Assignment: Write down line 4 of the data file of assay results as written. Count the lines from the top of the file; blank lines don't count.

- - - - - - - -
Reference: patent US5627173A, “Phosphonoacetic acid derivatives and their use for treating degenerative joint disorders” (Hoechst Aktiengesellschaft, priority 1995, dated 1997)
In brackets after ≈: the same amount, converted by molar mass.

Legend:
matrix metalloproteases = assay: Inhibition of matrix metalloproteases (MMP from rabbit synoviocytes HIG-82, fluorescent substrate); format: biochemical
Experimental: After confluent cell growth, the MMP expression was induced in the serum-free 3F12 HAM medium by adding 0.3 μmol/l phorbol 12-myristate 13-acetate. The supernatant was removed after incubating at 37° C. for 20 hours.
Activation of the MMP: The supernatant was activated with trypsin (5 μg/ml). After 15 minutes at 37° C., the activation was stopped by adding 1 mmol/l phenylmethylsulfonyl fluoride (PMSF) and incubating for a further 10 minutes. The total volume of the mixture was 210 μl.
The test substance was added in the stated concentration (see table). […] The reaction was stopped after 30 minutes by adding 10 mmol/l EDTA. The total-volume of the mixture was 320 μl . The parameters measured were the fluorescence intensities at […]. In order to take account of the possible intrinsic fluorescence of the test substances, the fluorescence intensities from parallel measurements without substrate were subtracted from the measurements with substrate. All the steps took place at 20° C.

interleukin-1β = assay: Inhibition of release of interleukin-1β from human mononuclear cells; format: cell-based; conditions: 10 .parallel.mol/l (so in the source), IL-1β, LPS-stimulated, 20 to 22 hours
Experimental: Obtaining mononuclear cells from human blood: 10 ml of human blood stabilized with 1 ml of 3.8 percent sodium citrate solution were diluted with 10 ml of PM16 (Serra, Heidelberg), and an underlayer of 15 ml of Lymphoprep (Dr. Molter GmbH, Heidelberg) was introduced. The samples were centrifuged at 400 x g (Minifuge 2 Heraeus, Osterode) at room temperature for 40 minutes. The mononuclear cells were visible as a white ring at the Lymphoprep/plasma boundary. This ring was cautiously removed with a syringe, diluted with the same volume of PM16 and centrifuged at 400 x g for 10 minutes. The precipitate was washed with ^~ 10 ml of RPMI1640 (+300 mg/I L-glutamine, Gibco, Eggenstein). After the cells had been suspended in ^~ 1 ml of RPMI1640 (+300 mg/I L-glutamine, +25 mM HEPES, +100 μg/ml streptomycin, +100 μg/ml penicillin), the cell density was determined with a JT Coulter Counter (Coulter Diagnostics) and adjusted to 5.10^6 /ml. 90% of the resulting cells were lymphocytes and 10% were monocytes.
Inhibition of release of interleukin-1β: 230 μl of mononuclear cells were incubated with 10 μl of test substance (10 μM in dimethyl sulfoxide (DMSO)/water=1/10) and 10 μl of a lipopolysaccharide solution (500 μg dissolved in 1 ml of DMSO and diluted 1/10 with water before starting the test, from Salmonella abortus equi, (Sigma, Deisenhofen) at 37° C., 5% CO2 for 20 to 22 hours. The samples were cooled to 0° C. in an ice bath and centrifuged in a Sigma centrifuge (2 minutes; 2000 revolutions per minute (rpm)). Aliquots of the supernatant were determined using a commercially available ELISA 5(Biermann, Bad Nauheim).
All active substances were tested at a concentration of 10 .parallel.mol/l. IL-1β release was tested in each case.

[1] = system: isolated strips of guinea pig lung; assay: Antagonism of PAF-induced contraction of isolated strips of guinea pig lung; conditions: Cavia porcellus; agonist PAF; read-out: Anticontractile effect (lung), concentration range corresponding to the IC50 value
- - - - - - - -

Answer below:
matrix metalloproteases = assay: Inhibition of matrix metalloproteases (MMP from rabbit synoviocytes HIG-82, fluorescent substrate); format: biochemical